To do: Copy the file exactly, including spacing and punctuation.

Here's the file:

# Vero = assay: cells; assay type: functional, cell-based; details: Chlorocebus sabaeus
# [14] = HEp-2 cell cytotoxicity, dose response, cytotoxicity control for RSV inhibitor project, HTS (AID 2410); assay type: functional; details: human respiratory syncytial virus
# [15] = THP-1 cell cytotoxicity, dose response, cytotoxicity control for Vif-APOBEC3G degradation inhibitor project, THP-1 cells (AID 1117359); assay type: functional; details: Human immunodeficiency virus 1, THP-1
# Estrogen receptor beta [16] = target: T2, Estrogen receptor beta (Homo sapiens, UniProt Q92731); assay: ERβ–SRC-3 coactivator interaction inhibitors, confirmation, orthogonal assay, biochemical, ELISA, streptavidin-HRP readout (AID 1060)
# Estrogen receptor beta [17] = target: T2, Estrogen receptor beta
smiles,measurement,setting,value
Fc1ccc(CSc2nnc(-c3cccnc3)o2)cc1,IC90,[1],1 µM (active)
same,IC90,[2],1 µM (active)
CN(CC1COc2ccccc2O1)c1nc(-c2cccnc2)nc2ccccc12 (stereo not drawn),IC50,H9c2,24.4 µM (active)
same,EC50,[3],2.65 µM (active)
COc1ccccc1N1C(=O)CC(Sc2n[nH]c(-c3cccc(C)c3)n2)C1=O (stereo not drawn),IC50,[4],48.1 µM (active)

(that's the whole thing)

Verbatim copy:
# Vero = assay: cells; assay type: functional, cell-based; details: Chlorocebus sabaeus
# [14] = HEp-2 cell cytotoxicity, dose response, cytotoxicity control for RSV inhibitor project, HTS (AID 2410); assay type: functional; details: human respiratory syncytial virus
# [15] = THP-1 cell cytotoxicity, dose response, cytotoxicity control for Vif-APOBEC3G degradation inhibitor project, THP-1 cells (AID 1117359); assay type: functional; details: Human immunodeficiency virus 1, THP-1
# Estrogen receptor beta [16] = target: T2, Estrogen receptor beta (Homo sapiens, UniProt Q92731); assay: ERβ–SRC-3 coactivator interaction inhibitors, confirmation, orthogonal assay, biochemical, ELISA, streptavidin-HRP readout (AID 1060)
# Estrogen receptor beta [17] = target: T2, Estrogen receptor beta
smiles,measurement,setting,value
Fc1ccc(CSc2nnc(-c3cccnc3)o2)cc1,IC90,[1],1 µM (active)
same,IC90,[2],1 µM (active)
CN(CC1COc2ccccc2O1)c1nc(-c2cccnc2)nc2ccccc12 (stereo not drawn),IC50,H9c2,24.4 µM (active)
same,EC50,[3],2.65 µM (active)
COc1ccccc1N1C(=O)CC(Sc2n[nH]c(-c3cccc(C)c3)n2)C1=O (stereo not drawn),IC50,[4],48.1 µM (active)